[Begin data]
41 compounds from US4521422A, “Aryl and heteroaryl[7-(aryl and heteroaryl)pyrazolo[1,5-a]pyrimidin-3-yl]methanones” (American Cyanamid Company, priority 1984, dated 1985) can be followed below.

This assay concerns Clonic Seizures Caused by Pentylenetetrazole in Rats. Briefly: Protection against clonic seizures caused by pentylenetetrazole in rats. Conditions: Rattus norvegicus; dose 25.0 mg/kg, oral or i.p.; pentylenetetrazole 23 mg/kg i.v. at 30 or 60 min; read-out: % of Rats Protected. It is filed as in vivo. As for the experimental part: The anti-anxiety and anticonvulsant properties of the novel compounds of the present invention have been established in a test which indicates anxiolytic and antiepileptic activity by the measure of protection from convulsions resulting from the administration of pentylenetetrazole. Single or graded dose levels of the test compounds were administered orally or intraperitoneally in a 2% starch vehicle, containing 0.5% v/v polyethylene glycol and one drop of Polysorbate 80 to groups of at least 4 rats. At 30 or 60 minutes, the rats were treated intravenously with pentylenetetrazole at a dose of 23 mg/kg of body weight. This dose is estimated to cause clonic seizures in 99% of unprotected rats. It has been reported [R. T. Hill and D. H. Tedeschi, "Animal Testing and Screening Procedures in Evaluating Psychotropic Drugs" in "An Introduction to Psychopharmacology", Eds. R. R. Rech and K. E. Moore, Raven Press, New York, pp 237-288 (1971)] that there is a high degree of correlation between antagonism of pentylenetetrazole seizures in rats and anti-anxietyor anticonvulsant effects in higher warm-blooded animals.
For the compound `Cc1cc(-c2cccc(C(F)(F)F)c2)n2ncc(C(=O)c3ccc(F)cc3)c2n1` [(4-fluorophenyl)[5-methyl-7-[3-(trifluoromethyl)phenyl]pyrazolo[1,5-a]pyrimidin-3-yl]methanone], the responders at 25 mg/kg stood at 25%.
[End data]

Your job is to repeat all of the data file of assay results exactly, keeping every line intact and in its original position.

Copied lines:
41 compounds from US4521422A, “Aryl and heteroaryl[7-(aryl and heteroaryl)pyrazolo[1,5-a]pyrimidin-3-yl]methanones” (American Cyanamid Company, priority 1984, dated 1985) can be followed below.

This assay concerns Clonic Seizures Caused by Pentylenetetrazole in Rats. Briefly: Protection against clonic seizures caused by pentylenetetrazole in rats. Conditions: Rattus norvegicus; dose 25.0 mg/kg, oral or i.p.; pentylenetetrazole 23 mg/kg i.v. at 30 or 60 min; read-out: % of Rats Protected. It is filed as in vivo. As for the experimental part: The anti-anxiety and anticonvulsant properties of the novel compounds of the present invention have been established in a test which indicates anxiolytic and antiepileptic activity by the measure of protection from convulsions resulting from the administration of pentylenetetrazole. Single or graded dose levels of the test compounds were administered orally or intraperitoneally in a 2% starch vehicle, containing 0.5% v/v polyethylene glycol and one drop of Polysorbate 80 to groups of at least 4 rats. At 30 or 60 minutes, the rats were treated intravenously with pentylenetetrazole at a dose of 23 mg/kg of body weight. This dose is estimated to cause clonic seizures in 99% of unprotected rats. It has been reported [R. T. Hill and D. H. Tedeschi, "Animal Testing and Screening Procedures in Evaluating Psychotropic Drugs" in "An Introduction to Psychopharmacology", Eds. R. R. Rech and K. E. Moore, Raven Press, New York, pp 237-288 (1971)] that there is a high degree of correlation between antagonism of pentylenetetrazole seizures in rats and anti-anxietyor anticonvulsant effects in higher warm-blooded animals.
For the compound `Cc1cc(-c2cccc(C(F)(F)F)c2)n2ncc(C(=O)c3ccc(F)cc3)c2n1` [(4-fluorophenyl)[5-methyl-7-[3-(trifluoromethyl)phenyl]pyrazolo[1,5-a]pyrimidin-3-yl]methanone], the responders at 25 mg/kg stood at 25%.